The classes are organized in specialization hierarchies distinguishing more and more specific kinds of objects. Via inheritance a class in the hierarchy transmits the knowledge and constraints defined for its slots to all its sub-classes. This knowledge may be further refined in the sub-classes, but not contradicted.
Using Shirka first requires the definition of classes and then the creation of instances for these classes which may be incomplete in the sense that certain slot values might be missing. Two kinds of actions are then possible. On one hand missing slot values might be requested. Shirka then tries to infer these values using the knowledge introduced with the class definition. On the other hand, the class(es) an instance might or might not be attached to, can be identified via a classification mechanism.
In general, the knowledge relevant within an application cannot be completely formalized. Therefore Shirka allows to integrate also free text into a knowledge base. This text is structured in a hypertext network, interconnected with the formalized object definitions. For instance, all names used for class or slot definitions in the base are indexed.
Shirka is available at shirka.tar.gz (544 Ko) and its documentation (in french) can be found at manuel-shirka.tar.gz.
Relevant publications include: [Rechenmann 85] (in french) and [Rechenmann& 89b].
SaMaRis is not available anymore.
Relevant publications (in french) are [ Euzenat 91a] and [ Euzenat& 91b].
But, sometimes, the problem solving process cannot be completely automated: the user has to intervene to provide parameter values, or to make strategic decisions for example. Scarp, developed in cooperation with Cap Gemini Innovation and funded by the French Ministry of Research and Technology, is a generic problem solving environment, able to manage this kind of user intervention into an automatic problem solving process.
Furthermore, Scarp provides additional cooperation facilities for interactive problem solving. In fact, a knowledge base is never exhaustive and, in consequence, a user can have more advanced knowledge than the knowledge based system. Scarp therefore allows the user to supervise and to modify the whole problem solving process and all the decisions made during this process. This creates different versions of the problem solving process which are managed by the system and always accessible for the user.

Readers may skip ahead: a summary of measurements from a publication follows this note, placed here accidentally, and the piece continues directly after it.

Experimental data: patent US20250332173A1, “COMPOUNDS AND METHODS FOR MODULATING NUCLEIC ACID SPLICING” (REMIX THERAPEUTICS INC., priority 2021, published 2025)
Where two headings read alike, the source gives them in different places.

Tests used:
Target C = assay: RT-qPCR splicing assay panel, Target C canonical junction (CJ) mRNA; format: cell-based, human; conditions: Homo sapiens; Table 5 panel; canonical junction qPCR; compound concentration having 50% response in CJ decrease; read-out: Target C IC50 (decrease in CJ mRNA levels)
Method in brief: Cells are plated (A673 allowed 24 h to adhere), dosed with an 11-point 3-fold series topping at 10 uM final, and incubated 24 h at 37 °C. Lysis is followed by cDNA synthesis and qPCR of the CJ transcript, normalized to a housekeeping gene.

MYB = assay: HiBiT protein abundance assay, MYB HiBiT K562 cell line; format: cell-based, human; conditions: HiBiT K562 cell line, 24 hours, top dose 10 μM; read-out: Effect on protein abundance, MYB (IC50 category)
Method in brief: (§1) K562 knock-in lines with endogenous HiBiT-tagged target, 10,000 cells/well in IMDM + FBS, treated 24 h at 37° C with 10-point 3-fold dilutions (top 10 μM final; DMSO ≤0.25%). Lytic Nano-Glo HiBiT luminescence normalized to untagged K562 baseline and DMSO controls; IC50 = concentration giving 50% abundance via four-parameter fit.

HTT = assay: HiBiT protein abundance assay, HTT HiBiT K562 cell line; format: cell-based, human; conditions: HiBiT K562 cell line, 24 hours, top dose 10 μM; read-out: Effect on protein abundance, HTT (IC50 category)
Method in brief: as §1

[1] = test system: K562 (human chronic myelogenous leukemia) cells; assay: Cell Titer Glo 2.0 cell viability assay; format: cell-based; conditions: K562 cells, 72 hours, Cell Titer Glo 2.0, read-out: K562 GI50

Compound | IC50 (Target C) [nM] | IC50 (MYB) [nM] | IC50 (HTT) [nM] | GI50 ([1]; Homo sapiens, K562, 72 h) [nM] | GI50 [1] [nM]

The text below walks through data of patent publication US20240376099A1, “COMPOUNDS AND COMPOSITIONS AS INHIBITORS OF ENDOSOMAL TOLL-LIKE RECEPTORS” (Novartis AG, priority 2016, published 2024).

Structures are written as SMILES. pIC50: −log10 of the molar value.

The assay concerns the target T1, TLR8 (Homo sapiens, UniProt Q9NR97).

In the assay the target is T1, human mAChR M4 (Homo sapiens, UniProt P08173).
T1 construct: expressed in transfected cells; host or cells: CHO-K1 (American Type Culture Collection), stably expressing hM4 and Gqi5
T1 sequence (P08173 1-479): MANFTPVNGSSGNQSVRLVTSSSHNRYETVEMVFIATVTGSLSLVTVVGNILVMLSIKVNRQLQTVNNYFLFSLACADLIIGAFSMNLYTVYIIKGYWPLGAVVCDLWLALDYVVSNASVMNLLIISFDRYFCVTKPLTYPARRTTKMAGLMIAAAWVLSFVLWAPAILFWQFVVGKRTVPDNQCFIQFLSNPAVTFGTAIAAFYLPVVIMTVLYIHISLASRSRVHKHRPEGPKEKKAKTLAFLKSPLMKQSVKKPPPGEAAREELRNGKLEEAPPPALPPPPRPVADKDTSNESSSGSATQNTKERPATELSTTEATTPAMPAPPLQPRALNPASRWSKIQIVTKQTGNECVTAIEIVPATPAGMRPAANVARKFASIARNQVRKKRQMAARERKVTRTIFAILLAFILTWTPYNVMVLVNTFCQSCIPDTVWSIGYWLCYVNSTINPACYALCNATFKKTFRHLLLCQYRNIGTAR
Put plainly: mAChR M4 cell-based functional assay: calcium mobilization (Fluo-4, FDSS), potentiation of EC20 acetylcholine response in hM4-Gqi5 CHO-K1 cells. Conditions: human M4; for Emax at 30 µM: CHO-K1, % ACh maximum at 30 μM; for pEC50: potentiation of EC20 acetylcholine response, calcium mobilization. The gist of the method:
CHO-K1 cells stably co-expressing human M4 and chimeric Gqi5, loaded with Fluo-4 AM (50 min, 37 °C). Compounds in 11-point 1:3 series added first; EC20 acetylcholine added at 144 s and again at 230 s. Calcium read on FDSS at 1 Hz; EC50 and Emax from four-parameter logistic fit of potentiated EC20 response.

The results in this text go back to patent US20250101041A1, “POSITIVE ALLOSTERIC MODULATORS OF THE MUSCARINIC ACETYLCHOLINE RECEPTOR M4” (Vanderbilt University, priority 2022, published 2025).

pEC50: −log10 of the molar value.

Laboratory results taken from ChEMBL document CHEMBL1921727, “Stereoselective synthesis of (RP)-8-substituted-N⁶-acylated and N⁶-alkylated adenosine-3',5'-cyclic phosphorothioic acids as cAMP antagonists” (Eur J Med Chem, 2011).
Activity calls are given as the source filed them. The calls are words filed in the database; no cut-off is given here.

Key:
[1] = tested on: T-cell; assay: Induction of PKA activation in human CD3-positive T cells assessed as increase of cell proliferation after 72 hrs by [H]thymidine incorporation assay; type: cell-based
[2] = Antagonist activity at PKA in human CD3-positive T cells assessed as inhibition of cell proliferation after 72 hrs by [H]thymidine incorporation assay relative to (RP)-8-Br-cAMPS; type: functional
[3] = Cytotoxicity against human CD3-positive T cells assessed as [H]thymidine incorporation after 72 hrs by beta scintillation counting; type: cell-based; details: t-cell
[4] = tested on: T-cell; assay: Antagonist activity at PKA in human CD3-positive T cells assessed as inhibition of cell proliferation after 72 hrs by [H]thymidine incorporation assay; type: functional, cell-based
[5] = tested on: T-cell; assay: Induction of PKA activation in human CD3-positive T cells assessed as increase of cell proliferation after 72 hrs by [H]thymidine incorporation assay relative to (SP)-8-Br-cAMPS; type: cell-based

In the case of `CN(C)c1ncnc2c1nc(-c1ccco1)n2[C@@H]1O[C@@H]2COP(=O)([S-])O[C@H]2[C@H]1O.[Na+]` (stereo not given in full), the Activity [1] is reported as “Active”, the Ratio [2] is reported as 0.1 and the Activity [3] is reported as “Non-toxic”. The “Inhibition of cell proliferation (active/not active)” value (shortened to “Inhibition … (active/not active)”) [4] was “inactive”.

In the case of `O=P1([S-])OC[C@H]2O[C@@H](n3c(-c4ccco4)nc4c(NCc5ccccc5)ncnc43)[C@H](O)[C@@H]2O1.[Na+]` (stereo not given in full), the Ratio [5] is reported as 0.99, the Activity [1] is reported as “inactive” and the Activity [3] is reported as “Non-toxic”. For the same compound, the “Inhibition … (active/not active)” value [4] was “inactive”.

Scarp is available at scarp_v2_23.tar.gz and its documentation (in french) is at: docs.tar.
Relevant publications includes: [ Willamowski 94b] (in french) and [ Willamowski& 94].
In this current release, Troeps 1.2, does not implement constraint satisfaction. All other features are here and ready (more details in the French page)..
Troeps has been developped in Ilog Talk and is loadable as a C library.
Troeps is available through https://www.inrialpes.fr/sherpa/files/logiciels/troeps/current.tar.gz It occupies ?Mo (uncompressed, 20 to 40Mo for each port) and 14Mo compressed. Its documentation is in https://www.inrialpes.fr/sherpa/files/rapports/troeps-manual.ps.gz.
Some demonstrations and on-line documentation are also accessible through http://hytropes.inrialpes.fr.
Relevant publications are: [Mariño 93] (in french) and [Mariño& 90] (not very close to the implemented software but the principles are presented there).
Current release is 1.0,
The Co4 protocol has been developped in C and is delivered as a library.
The Co4 protocol available through https://www.inrialpes.fr/sherpa/files/logiciels/co4/current.tar.gz It occupies 15Mo (uncompressed) and 2Mo compressed. Its documentation is in https://www.inrialpes.fr/sherpa/files/rapports/co4-manual.ps.gz.
The Co4 dedicated Web site is http://co4.inrialpes.fr.
Relevant publications are: [Euzenat 95a] and [Euzenat 97a].